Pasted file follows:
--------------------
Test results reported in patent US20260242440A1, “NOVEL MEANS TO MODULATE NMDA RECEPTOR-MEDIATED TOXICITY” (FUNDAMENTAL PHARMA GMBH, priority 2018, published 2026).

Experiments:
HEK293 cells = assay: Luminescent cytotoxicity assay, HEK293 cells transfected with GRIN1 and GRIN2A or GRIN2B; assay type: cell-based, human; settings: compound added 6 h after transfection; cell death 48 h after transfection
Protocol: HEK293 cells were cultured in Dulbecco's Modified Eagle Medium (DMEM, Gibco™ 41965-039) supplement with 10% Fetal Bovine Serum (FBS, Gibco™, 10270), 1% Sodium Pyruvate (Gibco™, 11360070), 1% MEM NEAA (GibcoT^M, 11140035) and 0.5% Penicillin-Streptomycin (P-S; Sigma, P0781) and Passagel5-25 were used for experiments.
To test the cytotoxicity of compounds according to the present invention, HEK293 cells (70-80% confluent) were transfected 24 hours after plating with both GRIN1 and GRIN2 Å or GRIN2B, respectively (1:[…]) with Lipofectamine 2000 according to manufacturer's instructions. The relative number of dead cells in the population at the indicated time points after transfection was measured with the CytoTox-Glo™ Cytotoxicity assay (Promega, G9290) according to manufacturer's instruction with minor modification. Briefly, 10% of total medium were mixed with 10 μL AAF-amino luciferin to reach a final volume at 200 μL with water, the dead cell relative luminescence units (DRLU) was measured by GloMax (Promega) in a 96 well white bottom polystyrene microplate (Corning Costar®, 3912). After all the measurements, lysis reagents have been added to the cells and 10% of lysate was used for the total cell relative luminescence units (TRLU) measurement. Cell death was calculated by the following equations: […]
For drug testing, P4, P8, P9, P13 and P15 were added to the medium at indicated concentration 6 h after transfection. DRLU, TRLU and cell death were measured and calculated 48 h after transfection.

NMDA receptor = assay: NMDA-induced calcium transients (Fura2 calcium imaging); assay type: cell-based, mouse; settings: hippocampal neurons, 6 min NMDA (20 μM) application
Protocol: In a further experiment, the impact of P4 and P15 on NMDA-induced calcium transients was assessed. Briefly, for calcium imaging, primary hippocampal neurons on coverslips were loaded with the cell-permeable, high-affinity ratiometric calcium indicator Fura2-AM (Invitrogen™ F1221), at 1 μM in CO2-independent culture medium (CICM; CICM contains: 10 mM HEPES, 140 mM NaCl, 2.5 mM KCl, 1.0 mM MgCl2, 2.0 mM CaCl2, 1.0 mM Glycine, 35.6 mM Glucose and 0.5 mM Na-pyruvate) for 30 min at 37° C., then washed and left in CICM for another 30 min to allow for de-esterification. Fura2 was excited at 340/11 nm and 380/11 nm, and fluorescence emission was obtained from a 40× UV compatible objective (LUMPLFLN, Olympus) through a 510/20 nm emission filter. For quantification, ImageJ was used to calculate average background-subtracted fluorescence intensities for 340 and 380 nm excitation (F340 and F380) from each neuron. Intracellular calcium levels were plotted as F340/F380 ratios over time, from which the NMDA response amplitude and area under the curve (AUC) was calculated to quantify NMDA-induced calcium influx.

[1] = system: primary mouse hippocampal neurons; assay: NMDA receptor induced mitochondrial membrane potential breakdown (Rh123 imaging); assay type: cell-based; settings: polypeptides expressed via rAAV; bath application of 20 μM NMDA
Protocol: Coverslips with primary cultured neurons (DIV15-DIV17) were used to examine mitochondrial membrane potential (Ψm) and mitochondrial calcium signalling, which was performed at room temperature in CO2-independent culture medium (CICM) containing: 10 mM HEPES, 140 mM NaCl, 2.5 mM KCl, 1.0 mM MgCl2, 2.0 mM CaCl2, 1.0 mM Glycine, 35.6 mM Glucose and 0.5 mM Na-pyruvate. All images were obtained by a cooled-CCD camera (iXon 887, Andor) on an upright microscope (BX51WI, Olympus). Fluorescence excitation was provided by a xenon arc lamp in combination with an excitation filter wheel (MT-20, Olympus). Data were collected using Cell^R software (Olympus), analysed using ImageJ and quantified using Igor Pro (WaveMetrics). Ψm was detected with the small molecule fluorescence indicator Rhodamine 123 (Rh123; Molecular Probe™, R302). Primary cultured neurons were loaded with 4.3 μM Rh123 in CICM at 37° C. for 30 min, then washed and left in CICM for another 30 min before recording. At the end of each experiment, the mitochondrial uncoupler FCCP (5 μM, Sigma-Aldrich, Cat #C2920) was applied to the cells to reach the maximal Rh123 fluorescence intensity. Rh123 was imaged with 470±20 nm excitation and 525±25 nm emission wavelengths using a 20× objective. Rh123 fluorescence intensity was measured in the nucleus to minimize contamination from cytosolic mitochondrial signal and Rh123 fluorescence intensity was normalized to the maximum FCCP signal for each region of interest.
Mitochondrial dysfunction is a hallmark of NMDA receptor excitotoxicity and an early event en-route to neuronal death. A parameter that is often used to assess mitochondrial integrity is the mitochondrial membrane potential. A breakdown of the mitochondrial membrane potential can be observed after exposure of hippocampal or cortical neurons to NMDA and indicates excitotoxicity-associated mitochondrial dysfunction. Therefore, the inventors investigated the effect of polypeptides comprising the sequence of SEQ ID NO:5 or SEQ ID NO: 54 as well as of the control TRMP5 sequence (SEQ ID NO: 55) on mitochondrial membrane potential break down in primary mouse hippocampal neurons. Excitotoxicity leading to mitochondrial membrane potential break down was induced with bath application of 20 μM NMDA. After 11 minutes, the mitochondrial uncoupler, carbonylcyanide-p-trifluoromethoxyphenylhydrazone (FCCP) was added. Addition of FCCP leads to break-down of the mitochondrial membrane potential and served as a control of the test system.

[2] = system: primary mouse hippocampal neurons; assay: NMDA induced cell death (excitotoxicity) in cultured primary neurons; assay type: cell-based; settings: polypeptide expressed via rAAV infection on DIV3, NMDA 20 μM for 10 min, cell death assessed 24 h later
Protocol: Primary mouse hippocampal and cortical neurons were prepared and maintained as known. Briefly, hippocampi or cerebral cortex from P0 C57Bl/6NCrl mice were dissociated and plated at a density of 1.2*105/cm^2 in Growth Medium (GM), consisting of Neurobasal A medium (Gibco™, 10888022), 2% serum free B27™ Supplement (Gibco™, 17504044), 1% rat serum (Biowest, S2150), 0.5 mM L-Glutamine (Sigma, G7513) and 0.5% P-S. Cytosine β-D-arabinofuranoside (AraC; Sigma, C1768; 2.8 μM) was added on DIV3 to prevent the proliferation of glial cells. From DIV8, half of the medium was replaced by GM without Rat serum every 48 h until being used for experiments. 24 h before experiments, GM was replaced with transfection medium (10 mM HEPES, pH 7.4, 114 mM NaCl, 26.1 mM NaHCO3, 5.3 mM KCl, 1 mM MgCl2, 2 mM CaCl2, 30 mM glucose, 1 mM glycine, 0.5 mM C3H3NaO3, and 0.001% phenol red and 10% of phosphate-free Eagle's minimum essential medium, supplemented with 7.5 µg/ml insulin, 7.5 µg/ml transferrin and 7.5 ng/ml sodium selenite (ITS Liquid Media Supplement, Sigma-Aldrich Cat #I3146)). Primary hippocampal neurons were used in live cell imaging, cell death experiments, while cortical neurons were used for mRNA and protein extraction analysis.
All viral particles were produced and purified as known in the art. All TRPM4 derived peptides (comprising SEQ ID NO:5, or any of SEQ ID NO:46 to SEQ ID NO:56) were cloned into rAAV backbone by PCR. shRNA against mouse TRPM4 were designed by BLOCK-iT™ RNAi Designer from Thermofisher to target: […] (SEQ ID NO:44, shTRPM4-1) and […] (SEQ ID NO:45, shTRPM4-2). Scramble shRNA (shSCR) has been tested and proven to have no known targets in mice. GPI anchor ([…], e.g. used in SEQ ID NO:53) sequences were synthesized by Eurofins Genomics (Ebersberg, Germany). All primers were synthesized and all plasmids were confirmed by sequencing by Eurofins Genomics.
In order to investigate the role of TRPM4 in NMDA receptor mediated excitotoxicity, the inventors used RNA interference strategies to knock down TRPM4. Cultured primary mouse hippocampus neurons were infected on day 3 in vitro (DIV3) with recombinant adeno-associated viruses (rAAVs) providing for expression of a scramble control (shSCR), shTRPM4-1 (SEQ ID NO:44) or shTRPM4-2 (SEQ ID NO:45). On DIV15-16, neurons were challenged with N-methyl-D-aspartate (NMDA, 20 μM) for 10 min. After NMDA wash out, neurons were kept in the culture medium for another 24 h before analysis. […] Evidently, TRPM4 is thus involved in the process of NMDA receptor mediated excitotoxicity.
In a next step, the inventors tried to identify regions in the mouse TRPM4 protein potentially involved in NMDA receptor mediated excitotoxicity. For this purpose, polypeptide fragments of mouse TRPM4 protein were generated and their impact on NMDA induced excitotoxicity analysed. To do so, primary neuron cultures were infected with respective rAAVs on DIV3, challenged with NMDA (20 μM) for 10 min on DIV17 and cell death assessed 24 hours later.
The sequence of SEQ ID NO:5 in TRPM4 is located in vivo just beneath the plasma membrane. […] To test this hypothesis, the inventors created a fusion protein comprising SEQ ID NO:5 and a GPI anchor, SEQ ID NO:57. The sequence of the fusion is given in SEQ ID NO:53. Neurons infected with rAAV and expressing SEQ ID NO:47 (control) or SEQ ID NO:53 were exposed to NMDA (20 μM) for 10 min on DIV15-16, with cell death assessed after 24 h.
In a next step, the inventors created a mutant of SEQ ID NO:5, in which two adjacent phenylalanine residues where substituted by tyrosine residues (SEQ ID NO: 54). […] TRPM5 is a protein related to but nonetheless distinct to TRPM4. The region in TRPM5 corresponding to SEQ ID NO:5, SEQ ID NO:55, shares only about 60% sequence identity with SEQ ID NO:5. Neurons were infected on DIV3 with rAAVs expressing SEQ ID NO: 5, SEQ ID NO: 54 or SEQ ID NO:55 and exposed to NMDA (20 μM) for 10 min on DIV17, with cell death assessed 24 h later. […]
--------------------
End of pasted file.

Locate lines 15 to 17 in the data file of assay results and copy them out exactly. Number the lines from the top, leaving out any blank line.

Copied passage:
In order to investigate the role of TRPM4 in NMDA receptor mediated excitotoxicity, the inventors used RNA interference strategies to knock down TRPM4. Cultured primary mouse hippocampus neurons were infected on day 3 in vitro (DIV3) with recombinant adeno-associated viruses (rAAVs) providing for expression of a scramble control (shSCR), shTRPM4-1 (SEQ ID NO:44) or shTRPM4-2 (SEQ ID NO:45). On DIV15-16, neurons were challenged with N-methyl-D-aspartate (NMDA, 20 μM) for 10 min. After NMDA wash out, neurons were kept in the culture medium for another 24 h before analysis. […] Evidently, TRPM4 is thus involved in the process of NMDA receptor mediated excitotoxicity.
In a next step, the inventors tried to identify regions in the mouse TRPM4 protein potentially involved in NMDA receptor mediated excitotoxicity. For this purpose, polypeptide fragments of mouse TRPM4 protein were generated and their impact on NMDA induced excitotoxicity analysed. To do so, primary neuron cultures were infected with respective rAAVs on DIV3, challenged with NMDA (20 μM) for 10 min on DIV17 and cell death assessed 24 hours later.
The sequence of SEQ ID NO:5 in TRPM4 is located in vivo just beneath the plasma membrane. […] To test this hypothesis, the inventors created a fusion protein comprising SEQ ID NO:5 and a GPI anchor, SEQ ID NO:57. The sequence of the fusion is given in SEQ ID NO:53. Neurons infected with rAAV and expressing SEQ ID NO:47 (control) or SEQ ID NO:53 were exposed to NMDA (20 μM) for 10 min on DIV15-16, with cell death assessed after 24 h.